Cocktail 3.5.2, by Szymanski
Posted: 27-Feb-2005

4 out of 5 Mice

Vendor: Kristofer Szymanski Type: SHAREWARE

Reviewer: Steve Lazarus Class: UTILITY
$14.95   Download

Cocktail is a utility for Macintosh OS X that allows access to user interface adjustments, administration of Unix functions that are underneath OS X, and access to Unix log files. It provides a graphical user interface to many tools that typically can only be accessed from a Unix command line.


A family pack (covering up to 5 household computers) is available for $29.95. Other license packs are also available.

You may try it free for 30 days.


  • Mac OS X 10.3 is required for version 3.5.2

    NOTE: Version 3.4.9 is available for OS X 10.2

Reviewed on

  • Macintosh G4 Dual 1.2 MHz
  • Mac OS X 10.3.7 (Panther)
  • 1024MB RAM

Cocktail may be downloaded from the
vendor web site. The downloaded disk image automatically launches and prompts for agreement to the software. Clicking "Agree" opens the disk image on the desktop. The application is installed by dragging from the disk image to your destination folder. I chose to create a "Cocktail" folder in my "Applications/Utility" folder and dragged the application and its "extras" folder (which contains documentation and some "droplets" into this folder.

In Use
On launch Cocktail prompts for an adminstrator password. After the password is entered, a window appears providing access to its set of tools.

Cocktail 3.5.2 Dialog

A help menu provides good built-in help, release notes, and connection to the vendor's web sit for online support.

Clicking on each of the icons selects the associated functions.

This panel allows journaling to be enabled or disabled, permissions to be repaired, and idle disk spin down settings to be specified. In MacOS 10.3 all of these options are available from Apple. On previous releases of OS X journaling is build into the system but Apple does not provide an interface to it.

Journaling, Permissions and Spindown options under Disks

Here Cocktail provides some functionality not provided by Apple (except perhaps from the Unix command line.) The "Prebinding" option duplicates what is happening when "Optimizing System Performance" occurs during an installation. Running this can be useful if a problem occurred during an installation. The Unix daily, weekly, and monthly scripts can be run by hand. This is is useful if your computer is not awake in the middle of then night when they system runs these scripts. The Startup button allows the system to startup with verbose logging (in the language of your choice!) or in single user mode. This can be useful if your are having a startup problem and/or know what your doing from the Unix command line. The "Misc" option rebuilds some Unix databases (whatis and locate) which are only of interest to command line users. An finally there is the item that is probably the most useful to the non-guru - force empty trash. This solves the frustrating problem of permissions preventing the Finder from emptying the trash.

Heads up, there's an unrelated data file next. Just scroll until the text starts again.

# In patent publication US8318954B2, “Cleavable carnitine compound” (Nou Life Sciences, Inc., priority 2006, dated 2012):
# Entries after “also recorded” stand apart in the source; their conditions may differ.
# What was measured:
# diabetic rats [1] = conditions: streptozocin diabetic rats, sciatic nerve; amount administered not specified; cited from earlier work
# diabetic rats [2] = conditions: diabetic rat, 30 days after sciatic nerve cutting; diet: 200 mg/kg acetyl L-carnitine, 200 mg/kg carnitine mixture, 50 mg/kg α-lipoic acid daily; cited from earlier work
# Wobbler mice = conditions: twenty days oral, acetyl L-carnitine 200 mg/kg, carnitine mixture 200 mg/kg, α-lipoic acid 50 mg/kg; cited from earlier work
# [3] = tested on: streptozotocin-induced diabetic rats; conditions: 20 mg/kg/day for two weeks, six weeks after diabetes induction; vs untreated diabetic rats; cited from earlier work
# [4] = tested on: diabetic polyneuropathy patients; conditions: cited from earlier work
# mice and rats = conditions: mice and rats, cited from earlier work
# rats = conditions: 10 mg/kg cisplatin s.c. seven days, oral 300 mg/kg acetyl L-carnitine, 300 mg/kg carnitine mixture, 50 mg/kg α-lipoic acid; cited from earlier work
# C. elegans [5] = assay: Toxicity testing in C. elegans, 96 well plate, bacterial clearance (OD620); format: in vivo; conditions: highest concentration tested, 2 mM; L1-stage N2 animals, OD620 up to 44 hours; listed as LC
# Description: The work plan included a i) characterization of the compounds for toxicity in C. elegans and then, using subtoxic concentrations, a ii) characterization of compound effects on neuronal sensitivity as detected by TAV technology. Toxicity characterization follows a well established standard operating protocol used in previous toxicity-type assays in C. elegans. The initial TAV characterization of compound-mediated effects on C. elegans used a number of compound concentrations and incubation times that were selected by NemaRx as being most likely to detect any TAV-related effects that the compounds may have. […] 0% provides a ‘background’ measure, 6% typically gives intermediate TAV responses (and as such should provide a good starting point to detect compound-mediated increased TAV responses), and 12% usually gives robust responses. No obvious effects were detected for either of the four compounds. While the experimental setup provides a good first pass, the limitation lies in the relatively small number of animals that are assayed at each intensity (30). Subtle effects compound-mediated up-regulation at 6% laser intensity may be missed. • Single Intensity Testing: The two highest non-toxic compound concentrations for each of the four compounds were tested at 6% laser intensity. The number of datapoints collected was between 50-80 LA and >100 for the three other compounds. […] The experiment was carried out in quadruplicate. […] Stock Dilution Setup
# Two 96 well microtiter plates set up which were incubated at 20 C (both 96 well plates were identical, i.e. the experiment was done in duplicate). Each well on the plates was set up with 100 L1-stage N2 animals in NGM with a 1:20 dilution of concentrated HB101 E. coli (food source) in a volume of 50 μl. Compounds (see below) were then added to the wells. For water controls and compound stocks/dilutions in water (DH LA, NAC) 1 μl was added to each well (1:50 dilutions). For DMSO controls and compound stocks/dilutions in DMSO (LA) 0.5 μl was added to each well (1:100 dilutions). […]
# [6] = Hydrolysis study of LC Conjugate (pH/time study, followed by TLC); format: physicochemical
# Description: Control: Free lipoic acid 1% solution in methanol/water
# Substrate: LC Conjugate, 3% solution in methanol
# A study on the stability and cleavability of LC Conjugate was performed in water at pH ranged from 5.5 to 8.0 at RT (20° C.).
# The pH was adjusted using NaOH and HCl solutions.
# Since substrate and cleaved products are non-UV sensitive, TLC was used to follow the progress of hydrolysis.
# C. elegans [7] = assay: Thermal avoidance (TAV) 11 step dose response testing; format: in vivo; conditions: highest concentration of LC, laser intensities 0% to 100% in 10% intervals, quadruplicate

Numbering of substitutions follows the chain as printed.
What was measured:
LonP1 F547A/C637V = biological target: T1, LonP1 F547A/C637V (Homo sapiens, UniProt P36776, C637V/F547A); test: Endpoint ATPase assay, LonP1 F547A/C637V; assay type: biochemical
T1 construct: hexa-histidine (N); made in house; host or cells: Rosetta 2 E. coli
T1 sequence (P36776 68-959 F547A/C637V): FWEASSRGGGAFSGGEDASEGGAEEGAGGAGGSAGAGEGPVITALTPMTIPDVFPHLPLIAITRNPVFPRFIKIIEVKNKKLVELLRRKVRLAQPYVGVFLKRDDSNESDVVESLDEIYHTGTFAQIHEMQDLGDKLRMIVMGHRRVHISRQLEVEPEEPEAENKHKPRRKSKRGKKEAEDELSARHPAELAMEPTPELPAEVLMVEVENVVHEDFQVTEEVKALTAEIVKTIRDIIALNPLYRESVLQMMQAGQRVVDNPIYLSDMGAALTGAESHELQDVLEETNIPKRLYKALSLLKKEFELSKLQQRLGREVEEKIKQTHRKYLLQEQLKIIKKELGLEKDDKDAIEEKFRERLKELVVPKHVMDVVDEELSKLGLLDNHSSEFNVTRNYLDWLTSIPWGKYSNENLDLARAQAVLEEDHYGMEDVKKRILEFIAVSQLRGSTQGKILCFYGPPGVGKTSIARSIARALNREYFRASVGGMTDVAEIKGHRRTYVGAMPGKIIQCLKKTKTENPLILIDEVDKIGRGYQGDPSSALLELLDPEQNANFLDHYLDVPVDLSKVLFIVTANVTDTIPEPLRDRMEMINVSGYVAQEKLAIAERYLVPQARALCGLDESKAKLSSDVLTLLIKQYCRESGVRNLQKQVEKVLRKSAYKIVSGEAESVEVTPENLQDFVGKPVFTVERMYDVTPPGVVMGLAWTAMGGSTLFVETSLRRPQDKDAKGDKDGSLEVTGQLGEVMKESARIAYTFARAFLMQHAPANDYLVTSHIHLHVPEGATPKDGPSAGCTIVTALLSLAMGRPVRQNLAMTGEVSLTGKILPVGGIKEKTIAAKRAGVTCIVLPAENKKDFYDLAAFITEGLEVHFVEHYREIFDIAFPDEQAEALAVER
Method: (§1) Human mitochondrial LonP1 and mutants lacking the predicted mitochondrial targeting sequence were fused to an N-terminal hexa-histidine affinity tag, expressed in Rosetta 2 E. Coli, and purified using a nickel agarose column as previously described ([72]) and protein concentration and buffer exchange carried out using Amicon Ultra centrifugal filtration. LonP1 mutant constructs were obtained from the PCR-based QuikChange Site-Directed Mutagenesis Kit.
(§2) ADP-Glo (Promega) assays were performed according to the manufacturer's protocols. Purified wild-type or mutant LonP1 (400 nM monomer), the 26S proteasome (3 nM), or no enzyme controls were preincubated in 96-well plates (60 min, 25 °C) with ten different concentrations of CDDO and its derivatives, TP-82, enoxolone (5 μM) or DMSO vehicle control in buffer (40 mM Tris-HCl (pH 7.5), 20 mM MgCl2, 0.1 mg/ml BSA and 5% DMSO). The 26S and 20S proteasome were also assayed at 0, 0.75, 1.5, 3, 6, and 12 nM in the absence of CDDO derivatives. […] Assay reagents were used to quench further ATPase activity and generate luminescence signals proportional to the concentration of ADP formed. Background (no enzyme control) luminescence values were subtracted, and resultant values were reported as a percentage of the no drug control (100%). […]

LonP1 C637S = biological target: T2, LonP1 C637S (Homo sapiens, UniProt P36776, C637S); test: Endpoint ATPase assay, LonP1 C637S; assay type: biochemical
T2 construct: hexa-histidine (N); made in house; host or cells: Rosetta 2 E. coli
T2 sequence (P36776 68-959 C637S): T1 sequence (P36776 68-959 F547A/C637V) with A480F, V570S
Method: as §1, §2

Prebinding, Scripts, Startup, Sleep and Misc options under System

Here there are some functions that can help the "general user". A variety of system, internet, and user cache files can be cleaned. This often can cure strange user problems. Locked files can be deleted. The invisible "DS Store" files can be deleted. These don't effect the Mac user but can appear as "garbage" when directories are transferred to a PC. System log files can be examined or rotated. Caches (including such items as cookies) can be "cleaned". Examining log files (which can also be accessed using the Apple Console application) is useful when you know what your are looking for or are being guided by a vendor seeking information. As an old Unix guy, I do find these files of occasional interest. Symbolic links (the Unix version of an alias) can be created and files or folders can be locked or unlocked.